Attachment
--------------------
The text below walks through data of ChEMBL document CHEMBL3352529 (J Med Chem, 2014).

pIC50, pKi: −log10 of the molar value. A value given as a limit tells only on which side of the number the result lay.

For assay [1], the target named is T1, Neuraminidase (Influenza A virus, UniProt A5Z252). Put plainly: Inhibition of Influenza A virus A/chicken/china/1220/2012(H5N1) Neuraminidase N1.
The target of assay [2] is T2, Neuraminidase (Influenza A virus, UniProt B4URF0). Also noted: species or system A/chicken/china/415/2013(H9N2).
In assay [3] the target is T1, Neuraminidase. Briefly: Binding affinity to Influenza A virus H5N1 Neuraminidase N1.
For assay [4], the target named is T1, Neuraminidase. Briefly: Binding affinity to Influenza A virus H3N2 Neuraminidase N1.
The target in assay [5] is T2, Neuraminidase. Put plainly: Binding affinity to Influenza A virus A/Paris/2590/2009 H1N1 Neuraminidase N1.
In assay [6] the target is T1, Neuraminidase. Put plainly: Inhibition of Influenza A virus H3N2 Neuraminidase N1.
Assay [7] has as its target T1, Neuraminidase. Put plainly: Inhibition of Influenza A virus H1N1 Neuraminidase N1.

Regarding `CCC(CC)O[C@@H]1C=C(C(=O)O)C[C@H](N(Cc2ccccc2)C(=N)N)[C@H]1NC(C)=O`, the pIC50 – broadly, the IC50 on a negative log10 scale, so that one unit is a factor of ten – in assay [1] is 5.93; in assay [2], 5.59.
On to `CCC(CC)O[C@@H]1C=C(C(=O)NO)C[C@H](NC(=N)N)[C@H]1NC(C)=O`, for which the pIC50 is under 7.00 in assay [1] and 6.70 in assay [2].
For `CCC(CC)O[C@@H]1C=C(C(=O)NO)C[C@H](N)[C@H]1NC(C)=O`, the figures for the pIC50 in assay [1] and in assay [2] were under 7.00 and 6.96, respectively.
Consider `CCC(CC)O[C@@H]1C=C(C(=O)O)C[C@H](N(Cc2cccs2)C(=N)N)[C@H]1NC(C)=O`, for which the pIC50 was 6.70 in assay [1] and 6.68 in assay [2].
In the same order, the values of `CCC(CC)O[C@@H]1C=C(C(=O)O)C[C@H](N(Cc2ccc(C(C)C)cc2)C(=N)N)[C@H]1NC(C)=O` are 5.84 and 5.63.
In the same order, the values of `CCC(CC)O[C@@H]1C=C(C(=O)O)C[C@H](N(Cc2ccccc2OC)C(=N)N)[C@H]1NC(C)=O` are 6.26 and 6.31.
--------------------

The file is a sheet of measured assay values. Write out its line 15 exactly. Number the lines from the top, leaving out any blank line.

In the same order, the values of `CCC(CC)O[C@@H]1C=C(C(=O)O)C[C@H](N(Cc2ccccc2OC)C(=N)N)[C@H]1NC(C)=O` are 6.26 and 6.31.